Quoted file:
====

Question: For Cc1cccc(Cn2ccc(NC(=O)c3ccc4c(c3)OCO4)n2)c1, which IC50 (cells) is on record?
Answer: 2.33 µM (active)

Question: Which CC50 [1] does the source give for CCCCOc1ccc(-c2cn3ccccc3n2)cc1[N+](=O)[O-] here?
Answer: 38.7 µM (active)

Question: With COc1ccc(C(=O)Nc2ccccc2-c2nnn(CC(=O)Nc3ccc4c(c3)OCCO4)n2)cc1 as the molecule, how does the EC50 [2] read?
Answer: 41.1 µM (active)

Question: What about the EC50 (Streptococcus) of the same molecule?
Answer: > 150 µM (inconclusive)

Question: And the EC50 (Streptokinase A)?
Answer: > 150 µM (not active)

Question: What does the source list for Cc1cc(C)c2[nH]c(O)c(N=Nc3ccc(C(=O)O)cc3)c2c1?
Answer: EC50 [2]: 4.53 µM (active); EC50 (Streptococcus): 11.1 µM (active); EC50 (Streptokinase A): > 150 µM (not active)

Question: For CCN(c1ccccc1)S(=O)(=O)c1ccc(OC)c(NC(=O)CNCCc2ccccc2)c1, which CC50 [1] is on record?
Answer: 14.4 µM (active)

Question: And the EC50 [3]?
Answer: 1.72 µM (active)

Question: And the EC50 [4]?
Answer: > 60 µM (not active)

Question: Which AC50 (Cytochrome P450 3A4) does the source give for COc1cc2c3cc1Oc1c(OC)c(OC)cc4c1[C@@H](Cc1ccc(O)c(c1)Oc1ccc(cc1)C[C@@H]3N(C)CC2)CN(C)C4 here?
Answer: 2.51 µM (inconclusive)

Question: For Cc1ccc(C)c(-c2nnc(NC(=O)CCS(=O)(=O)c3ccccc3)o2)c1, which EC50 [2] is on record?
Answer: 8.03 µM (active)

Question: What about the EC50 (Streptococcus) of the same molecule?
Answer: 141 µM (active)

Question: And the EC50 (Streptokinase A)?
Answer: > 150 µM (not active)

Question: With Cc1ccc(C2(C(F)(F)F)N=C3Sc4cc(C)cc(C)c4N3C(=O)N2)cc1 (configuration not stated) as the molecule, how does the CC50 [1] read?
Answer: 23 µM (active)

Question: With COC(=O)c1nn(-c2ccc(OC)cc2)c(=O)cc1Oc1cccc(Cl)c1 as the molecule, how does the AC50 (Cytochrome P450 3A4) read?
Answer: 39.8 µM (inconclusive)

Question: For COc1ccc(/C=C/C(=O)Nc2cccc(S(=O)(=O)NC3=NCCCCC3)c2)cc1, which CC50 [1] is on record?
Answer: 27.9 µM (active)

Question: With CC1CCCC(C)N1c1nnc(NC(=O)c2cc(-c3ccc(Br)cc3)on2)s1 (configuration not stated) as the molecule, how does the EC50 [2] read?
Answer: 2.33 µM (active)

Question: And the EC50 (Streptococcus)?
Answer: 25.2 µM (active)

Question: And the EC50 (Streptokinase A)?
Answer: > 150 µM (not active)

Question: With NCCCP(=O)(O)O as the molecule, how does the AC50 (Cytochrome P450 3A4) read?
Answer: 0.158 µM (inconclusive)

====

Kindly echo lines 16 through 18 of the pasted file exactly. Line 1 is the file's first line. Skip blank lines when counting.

Answer: 1.72 µM (active)

Question: And the EC50 [4]?
Answer: > 60 µM (not active)